I was in a bar in Phnom Penh, Cambodia, eavesdropping on a conversation between two Irish expats. We were at outside tables on a humid, dirty street packed with parked mopeds just off the main road. Scruffy tuk-tuk drivers lazed in their vehicles keeping one eye open for tourists.
“So, have you admitted you’re gay yet?” O’Neil teased.
“You’re just jealous,” replied Patrick.
“She’s more beautiful than anyone you’ve ever had, serious or otherwise.”
“On the outside, maybe. But haven’t you heard the phrase “it’s what’s on the inside that counts”? And on the inside she’s got a dick, and dicks ain’t pretty.”
“Don’t be shallow. If you met a girl so beautiful it gave you a migraine, with a fierce personality to match, but she had an ugly scar on her stomach, would you still go out with her?”
“Of course, but that’s totally different and you know it. Having a scar is not the same as having a penis. You might as well compare a victim of an acid attack with someone who has an outie instead of an innie–”
“An outie? No way. I’d take the acid victim.”
“Feck off, don’t be sarcastic. Fact is, you’re screwing a chick with a dick. How do you even, you know, do it, anyway?”
“Well, first she–”
“Nah, don’t even tell me. I don’t wanna know. All I know is you’re more confused about your sexuality than a teenage boy called Ashley.”
“Whatever, mate, least I’m getting some action.”
They made up again over another drink — talking about how great life is here compared to back home – then they left, leaving me to think about my experience two nights ago. I’d been enjoying a drink in a tourist part of Ho Chi Minh City, Vietnam. I sat just inside the entrance of a small narrow bar, facing out. There was nobody else there. Across the street was a tattoo parlour with a man in a leather jacket sitting on a moped outside.
After 10 minutes a second waitress arrived, or at least she dressed the same as the first. She came to my table, squeezed my shoulder, poured the rest of my beer into my glass then asked if I’d like another. I made “umm” and “ahh” sounds but by the time I’d decided I didn’t want one, she’d returned with another beer and a whiskey and coke. She poured the beer into the glass and slid the whiskey and coke across to me, then sat down.
She had way too much make-up on. Her face was as pale as bleached alabaster, with lips as red as a blood smear on a white tile. There were no visible imperfections, presumably all hidden under several layers of foundation, which was an immediate turn off. She looked like a child who’s just found her mother’s make-up box. Prostitute, clearly.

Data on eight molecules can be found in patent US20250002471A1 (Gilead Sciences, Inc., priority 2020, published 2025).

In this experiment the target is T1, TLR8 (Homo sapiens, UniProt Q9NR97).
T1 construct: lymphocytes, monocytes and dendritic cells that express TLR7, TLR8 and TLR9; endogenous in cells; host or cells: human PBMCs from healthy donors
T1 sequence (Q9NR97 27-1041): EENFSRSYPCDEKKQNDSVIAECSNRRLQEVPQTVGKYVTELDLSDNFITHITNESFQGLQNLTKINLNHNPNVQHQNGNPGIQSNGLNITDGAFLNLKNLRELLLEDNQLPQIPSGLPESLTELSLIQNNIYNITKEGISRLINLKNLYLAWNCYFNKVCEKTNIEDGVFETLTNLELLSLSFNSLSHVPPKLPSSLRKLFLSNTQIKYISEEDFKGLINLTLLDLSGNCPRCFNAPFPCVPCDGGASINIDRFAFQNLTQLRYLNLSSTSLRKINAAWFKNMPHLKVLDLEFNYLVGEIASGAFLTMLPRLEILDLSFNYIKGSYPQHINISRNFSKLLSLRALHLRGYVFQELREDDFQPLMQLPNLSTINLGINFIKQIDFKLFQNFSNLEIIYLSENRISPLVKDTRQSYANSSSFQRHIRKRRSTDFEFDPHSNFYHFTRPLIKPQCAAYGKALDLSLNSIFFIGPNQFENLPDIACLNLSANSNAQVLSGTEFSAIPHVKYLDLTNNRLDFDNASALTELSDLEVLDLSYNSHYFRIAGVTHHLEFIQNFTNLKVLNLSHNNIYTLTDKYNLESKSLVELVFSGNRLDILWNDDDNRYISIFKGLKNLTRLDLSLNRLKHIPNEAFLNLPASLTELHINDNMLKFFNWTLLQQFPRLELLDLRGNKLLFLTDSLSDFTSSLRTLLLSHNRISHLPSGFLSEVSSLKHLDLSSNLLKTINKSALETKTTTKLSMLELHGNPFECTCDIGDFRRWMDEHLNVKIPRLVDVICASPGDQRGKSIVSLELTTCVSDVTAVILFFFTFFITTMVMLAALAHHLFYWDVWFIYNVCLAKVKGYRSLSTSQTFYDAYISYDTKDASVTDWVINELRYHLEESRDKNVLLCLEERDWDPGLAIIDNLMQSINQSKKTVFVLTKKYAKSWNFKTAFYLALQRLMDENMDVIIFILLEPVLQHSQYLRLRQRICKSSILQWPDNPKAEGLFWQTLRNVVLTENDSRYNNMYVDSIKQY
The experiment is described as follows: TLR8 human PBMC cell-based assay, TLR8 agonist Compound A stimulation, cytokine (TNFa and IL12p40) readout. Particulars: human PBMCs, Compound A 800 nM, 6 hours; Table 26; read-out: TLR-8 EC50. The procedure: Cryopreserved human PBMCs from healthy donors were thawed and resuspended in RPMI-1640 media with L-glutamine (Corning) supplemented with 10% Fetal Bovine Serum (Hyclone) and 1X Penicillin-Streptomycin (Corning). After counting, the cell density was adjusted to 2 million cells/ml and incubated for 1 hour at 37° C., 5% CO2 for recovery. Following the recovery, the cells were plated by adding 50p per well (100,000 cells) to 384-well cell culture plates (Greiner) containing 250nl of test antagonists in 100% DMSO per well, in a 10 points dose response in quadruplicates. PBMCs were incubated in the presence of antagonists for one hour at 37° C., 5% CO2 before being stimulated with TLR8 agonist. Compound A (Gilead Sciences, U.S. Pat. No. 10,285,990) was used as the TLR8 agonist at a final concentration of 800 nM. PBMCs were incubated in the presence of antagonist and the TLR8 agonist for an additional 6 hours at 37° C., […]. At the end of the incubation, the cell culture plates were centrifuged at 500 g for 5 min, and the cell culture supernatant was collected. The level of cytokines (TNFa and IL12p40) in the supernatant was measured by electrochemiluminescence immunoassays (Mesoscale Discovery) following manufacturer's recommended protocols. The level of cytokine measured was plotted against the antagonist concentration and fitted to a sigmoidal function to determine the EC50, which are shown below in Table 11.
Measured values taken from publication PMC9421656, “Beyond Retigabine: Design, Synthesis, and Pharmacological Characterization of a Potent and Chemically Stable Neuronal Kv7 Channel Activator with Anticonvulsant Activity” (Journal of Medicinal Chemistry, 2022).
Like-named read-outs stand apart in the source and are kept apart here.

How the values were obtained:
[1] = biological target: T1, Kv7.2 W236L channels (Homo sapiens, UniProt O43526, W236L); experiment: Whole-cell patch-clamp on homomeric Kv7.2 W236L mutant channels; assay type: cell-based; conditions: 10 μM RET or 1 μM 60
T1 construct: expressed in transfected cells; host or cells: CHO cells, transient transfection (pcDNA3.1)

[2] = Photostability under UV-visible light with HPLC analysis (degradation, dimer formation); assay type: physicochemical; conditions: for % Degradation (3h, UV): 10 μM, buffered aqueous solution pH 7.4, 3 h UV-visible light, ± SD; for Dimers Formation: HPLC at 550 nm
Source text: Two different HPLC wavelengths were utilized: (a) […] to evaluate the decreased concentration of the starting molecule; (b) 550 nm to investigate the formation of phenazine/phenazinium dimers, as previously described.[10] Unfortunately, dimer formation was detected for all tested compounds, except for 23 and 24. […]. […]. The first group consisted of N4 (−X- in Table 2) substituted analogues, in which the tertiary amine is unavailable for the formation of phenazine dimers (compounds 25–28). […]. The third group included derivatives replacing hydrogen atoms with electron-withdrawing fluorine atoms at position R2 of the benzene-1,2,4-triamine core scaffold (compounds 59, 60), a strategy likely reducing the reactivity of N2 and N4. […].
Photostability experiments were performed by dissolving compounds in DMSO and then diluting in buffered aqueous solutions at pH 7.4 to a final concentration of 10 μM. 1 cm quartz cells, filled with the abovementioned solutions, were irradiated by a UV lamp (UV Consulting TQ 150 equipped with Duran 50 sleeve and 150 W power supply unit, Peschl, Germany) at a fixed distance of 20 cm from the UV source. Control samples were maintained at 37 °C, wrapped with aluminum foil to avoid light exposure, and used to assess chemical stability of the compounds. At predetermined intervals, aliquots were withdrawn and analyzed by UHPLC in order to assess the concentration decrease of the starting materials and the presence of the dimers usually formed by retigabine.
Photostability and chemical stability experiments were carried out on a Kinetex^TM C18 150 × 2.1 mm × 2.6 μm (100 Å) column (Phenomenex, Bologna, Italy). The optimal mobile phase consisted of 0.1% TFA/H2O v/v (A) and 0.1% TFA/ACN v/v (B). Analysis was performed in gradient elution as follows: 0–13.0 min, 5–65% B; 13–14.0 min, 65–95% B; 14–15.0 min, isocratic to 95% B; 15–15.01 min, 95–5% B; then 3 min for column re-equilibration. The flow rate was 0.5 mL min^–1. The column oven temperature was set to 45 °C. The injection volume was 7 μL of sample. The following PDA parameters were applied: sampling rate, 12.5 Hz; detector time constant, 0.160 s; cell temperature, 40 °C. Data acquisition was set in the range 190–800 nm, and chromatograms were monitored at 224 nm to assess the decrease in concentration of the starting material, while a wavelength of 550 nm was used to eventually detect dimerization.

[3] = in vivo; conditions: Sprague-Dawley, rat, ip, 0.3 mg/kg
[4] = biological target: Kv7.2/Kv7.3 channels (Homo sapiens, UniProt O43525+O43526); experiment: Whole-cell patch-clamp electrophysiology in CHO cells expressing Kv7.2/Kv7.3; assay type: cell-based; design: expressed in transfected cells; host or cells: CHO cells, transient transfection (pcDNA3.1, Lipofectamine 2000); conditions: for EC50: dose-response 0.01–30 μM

“Thanks…” I said, setting aside the whiskey and coke and grabbing the glass of beer.
“You’re welcome, sweetie.”
It was about here I realised she wasn’t just a prostitute, she was a transexual prostitute. It was a slow realisation from me, I know. Then she said, “How are you doing? Are you here on your own? Do you have a girlfriend? How has your day been? Are you feeling happy?”
I wondered now if this was how Patrick the Irish ex-pat had started his relationship. Did he chat to a woman like this in a bar, have a “nice time”, then continue dating her, then fall in love? Was his plan to now set up a beach-side bar in Thailand, have two kids, and live happily ever after? Who knows. But back home if the same thing happened his friends wouldn’t just tease him, they’d alienate him, because dating a transexual in Ireland or the UK would probably illicit the same reaction as if you’d said, “Yeah, my girlfriend is an Al Qaeda suicide bomber, so what?”
If you ask a random westerner what they know about SE Asia, the word “ladyboy” will come up more often than not, hopefully alongside more positive things like isolated beach paradises, iconic monuments and temples, and “the place I’ll go when I ditch this shitty retail job to go find who I really am, grow a beard, and come back reinvigorated as a spiritual guru with a new-found love of recycling and a stack of Greenpeace pamphlets.”
This familiarity, or even expectation, of seeing ladyboys/prostitutes throughout Cambodia and Vietnam means O’Neil can tease Patrick and Patrick doesn’t really mind. While he’s living in Southeast Asia with his transexual girlfriend, nobody cares. It’s normal, and even cliché. But if he decides to take her back to Galway or Dublin to meet the extended family at the Christmas dinner table, he shouldn’t be surprised if the first thing his dear old grandmother Moira says is, “You’re going to hell, boy,” before turning to his girlfriend to ask, “Nice to meet you, dear. Can you pass the sprouts?”
Different places, different cultures, different traditions. But maybe one day all of us – transexuals, Irish Catholic grandmothers, suicide bombers (having put their past behind them of course) – will hold hands and sing songs around a campfire together. All of us except the people that call you at 8pm to try and persuade you to buy their life insurance which they’re adamant is great value even though it’s more expensive than what you’re currently paying. Fuck those guys.